A filmmaker who wants to make a movie using someone else’s script must buy the motion picture rights to that script in order to make the movie. However, a filmmaker won't want to buy a script unless she knows that she can get it made. After all, the filmmaker needs a little time to secure funding, interest actors, and hopefully, set up a distribution deal. But here's the rub -- the filmmaker can’t attach all those elements (financiers, talent, distributors) to the project unless she has the right to make the film from the screenplay.
This is where the option agreement comes in handy. An option agreement is a contract that gives the filmmaker the exclusive right to buy the screenplay copyright during a defined period of time for a specific amount of money.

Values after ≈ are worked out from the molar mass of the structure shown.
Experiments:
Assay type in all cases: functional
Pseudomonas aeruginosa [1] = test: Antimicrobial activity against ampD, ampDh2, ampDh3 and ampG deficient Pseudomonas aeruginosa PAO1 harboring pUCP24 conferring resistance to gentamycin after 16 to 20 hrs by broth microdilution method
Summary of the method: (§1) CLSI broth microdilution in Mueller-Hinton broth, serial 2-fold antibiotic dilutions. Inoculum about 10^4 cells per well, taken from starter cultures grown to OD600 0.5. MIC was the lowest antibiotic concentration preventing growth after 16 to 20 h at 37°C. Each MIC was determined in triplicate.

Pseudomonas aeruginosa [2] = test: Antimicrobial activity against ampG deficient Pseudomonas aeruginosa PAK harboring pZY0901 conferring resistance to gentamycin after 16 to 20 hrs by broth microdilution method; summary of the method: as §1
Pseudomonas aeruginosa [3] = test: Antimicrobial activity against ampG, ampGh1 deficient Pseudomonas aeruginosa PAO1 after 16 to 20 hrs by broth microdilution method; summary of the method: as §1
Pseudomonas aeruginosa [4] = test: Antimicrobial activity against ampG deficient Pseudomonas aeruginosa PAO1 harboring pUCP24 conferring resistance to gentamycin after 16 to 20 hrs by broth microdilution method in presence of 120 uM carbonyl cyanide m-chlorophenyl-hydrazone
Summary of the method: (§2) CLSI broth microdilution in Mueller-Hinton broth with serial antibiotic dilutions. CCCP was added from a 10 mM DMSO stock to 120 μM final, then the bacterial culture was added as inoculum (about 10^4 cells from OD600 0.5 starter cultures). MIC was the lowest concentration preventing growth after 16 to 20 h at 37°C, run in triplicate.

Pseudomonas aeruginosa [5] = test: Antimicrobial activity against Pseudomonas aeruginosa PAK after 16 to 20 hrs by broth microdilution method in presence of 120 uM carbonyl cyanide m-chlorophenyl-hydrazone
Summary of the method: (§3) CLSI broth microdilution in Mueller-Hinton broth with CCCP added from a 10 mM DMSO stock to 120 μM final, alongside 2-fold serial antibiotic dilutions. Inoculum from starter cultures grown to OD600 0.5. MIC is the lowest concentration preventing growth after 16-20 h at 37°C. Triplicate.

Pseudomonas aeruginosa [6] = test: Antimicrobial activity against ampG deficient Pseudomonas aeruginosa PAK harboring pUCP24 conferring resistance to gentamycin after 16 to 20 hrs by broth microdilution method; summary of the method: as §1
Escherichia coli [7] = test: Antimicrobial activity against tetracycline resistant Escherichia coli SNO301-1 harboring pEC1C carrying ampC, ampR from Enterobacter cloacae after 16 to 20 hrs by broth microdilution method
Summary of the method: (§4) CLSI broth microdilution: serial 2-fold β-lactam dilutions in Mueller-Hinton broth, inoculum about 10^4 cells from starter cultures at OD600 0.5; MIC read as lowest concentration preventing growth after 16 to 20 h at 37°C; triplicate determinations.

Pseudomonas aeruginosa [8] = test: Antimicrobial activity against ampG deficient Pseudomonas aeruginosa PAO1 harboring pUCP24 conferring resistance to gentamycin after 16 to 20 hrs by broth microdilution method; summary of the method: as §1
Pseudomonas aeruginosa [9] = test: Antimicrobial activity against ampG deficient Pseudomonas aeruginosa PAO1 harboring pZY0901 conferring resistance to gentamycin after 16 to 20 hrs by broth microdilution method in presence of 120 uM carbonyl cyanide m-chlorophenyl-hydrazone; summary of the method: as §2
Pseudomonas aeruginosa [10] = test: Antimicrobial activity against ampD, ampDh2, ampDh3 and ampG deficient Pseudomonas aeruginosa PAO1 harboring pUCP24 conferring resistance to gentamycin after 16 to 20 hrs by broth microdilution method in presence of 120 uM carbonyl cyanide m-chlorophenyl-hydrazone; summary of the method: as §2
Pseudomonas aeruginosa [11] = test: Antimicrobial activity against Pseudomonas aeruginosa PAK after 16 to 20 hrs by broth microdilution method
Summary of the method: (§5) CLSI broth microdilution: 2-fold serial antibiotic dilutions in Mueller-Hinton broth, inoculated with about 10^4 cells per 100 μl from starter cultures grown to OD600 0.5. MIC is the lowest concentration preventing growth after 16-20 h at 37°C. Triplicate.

Optioning and Selling the Screenplay
● Under U.S. copyright law, all screenplay sales, assignments, and transfers must be in writing to effectively transfer the copyright.
● Both sides in the transaction need to be especially careful that everybody understands which rights are granted and which rights are reserved.
● What is being purchased is the copyright to the screenplay. A producer must make sure that all the screenplay’s authors and contributors sign off on the deal.
● When you negotiate the exclusive right to buy (the option), you should also negotiate the sale (the purchase agreement).
For details on the deal points in an Option/Purchase Agreement, See The Pocket Lawyer for Filmmakers.
© 2017 Thomas A. Crowell, Esq.
Thomas A. Crowell, Esq. (firstname.lastname@example.org) is a partner at the law firm of Lane Sash & Larrabee, LLP. He focuses his practice on intellectual property and media law.
NOT LEGAL ADVICE